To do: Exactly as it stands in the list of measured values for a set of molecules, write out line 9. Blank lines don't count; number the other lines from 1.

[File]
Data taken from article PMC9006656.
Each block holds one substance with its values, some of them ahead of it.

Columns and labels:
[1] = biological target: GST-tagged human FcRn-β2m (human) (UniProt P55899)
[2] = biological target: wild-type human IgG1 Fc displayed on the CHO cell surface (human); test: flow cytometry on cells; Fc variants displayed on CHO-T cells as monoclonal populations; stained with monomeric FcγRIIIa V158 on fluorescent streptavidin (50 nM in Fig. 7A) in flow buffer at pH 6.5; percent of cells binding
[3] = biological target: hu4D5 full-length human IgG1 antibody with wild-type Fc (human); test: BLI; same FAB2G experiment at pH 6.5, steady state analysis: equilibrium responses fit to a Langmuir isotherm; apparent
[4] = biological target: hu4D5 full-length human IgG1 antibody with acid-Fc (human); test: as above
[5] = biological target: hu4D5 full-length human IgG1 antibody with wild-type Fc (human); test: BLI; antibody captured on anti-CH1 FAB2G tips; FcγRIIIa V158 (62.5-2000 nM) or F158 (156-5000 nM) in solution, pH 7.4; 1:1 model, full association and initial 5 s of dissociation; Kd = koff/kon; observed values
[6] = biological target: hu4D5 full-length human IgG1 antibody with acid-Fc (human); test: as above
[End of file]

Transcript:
[6] = biological target: hu4D5 full-length human IgG1 antibody with acid-Fc (human); test: as above